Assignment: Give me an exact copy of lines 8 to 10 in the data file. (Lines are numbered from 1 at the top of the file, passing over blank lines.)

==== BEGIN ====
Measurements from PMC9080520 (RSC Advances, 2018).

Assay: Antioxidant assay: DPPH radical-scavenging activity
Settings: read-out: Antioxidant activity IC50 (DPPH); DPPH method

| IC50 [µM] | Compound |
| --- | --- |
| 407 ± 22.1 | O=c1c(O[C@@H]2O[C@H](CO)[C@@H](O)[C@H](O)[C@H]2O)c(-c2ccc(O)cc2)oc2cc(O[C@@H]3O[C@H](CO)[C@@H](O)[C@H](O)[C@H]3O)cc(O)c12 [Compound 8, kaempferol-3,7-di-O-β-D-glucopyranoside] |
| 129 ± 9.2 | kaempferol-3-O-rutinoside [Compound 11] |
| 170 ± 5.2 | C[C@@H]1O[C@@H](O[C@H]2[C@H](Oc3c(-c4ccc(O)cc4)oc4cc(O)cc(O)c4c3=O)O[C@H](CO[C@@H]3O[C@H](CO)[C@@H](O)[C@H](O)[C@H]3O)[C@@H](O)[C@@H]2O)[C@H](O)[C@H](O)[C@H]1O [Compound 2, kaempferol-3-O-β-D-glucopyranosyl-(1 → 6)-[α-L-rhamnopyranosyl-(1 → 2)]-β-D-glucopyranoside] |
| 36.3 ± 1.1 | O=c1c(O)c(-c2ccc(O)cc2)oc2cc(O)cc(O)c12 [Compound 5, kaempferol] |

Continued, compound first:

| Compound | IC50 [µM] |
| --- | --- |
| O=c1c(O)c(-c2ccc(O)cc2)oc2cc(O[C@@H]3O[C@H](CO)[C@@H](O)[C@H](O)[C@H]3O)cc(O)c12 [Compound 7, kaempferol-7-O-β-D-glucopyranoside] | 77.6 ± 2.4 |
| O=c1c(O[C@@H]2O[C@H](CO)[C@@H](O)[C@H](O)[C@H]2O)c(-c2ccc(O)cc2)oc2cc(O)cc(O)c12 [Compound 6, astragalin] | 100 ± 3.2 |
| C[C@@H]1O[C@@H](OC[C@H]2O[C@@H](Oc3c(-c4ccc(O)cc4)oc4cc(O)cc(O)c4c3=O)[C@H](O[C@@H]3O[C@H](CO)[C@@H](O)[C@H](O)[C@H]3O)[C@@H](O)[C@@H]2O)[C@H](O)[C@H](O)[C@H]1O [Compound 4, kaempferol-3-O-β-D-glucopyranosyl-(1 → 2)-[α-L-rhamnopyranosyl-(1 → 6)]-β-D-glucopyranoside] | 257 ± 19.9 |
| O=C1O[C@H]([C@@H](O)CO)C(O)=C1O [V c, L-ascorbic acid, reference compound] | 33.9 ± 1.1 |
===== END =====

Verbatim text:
| 170 ± 5.2 | C[C@@H]1O[C@@H](O[C@H]2[C@H](Oc3c(-c4ccc(O)cc4)oc4cc(O)cc(O)c4c3=O)O[C@H](CO[C@@H]3O[C@H](CO)[C@@H](O)[C@H](O)[C@H]3O)[C@@H](O)[C@@H]2O)[C@H](O)[C@H](O)[C@H]1O [Compound 2, kaempferol-3-O-β-D-glucopyranosyl-(1 → 6)-[α-L-rhamnopyranosyl-(1 → 2)]-β-D-glucopyranoside] |
| 36.3 ± 1.1 | O=c1c(O)c(-c2ccc(O)cc2)oc2cc(O)cc(O)c12 [Compound 5, kaempferol] |

Continued, compound first: